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Rising to a big occasion

Just say, "Dubie." Feels good, doesn't it? Maybe brings

a smile to your face?

For most of his 28 years, size, or his lack thereof, has mattered

tremendously to Islanders goaltender Wade Dubielewicz. He's listed at 5-10 and

180 pounds, but it's hard not to wonder if those measurements were taken

standing on his skates with all his gear on. He doesn't fill out the net the

way many NHL goaltenders do, which is a big reason Dubielewicz has spent most

of the past four seasons at the Isles' Bridgeport farm club in the AHL.

But in the last week of the NHL regular season, no one stood taller than

Dubie, who was named the league's No. 1 star after four straight wins,

including two shootouts, to get the Islanders into the Stanley Cup playoffs.

With starter Rick DiPietro sidelined by a concussion and backup Mike Dunham

fighting the puck, the Isles were forced to turn to Dubielewicz when they were

on the brink of elimination.

Suddenly, he has become an inspiration with his play, the size of his heart

and his sunnyside-up personality. The only hint of irritation he's shown since

being thrust into the Islanders' spotlight came after the 3-2 shootout win

over the Devils on Sunday that clinched a first-round playoff berth against

top-seeded Buffalo.

Someone asked how much it meant to a guy who was supposed to be in

Bridgeport, and Dubielewicz said: "If you guys would quit writing that I'm a

career minor-leaguer, it wouldn't be so bad. Really, I'm only four years out of

college, and I've never really had the opportunity to do anything at this

level. So when this chance came, I wanted to make the most of it. For personal

reasons, no question, but mostly for this team. I hope this is the start of

something special, but who knows?"

It's very special now. Islanders coach Ted Nolan yesterday said Dubielewicz

is the likely starter for Game 1 against the Sabres tomorrow night at HSBC

Arena in Buffalo. Asked what he can tell Dubielewicz to make sure he's not

overwhelmed by the occasion, Nolan laughed and said: "Dubie's just got to make

sure he stays Dubie. Just enjoy what he's doing."

See? Dubie has charmed the locker room, as well as the fans and media. Of

course, he wouldn't be so charming if he couldn't play. But since he's proven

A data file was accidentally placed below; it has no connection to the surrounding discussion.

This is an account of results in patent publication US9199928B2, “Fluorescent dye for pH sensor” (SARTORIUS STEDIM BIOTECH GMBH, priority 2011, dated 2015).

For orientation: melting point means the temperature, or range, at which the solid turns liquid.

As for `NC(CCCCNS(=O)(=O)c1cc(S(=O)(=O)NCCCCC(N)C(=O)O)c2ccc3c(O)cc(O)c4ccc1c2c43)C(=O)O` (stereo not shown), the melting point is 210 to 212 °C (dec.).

himself, his light-hearted approach has infiltrated a team that sees itself as

fitting the same underdog role that Dubielewicz has worn so well his whole life.

"The guy has nothing to lose," forward Ryan Smyth said. "He just goes out

and plays. He's not a very big goalie, but he's very flexible and gives us that

chance to win. He's gotten us this far with what's gone on. Obviously, Ricky

is a huge part of the Islanders with what he's done in the regular season. It's

all about the chances and opportunities, and he's taken full advantage of it."

After only 17 career NHL appearances, Dubielewicz now has the job of trying

to shut down the NHL's highest-scoring team. It means a lot to a guy from

Invermere, British Columbia, who was signed only because an Islanders scout who

went to the University of Denver to check out defenseman Ryan Caldwell

couldn't overlook the little goaltender.

"I don't know how many guys actually get to start a game in the Stanley Cup

playoffs," Dubielewicz said. "So I'm going to cherish it, and I'm going to try

to take full advantage of it. Hopefully, we can compete and get a win.

Anything can happen after that."

The Islanders' goaltending situation could become a bit awkward over the

next few days because DiPietro skated on his own yesterday and is hoping to be

cleared to play before this series is very old. Game 2 on Saturday is not out

of the question, though Game 3 on Monday is a more likely target.

Dubielewicz understands the situation, especially where a goaltender with a

15-year contract is concerned. "Let's be real," he said yesterday after

practice. "He's the franchise player. He's a world-class goalie, and when he's

in the net, we've got a better chance to win."

Recalling the Islanders' last playoff series in 2004 against eventual

champion Tampa Bay, Dubie said he thought DiPietro played as well as any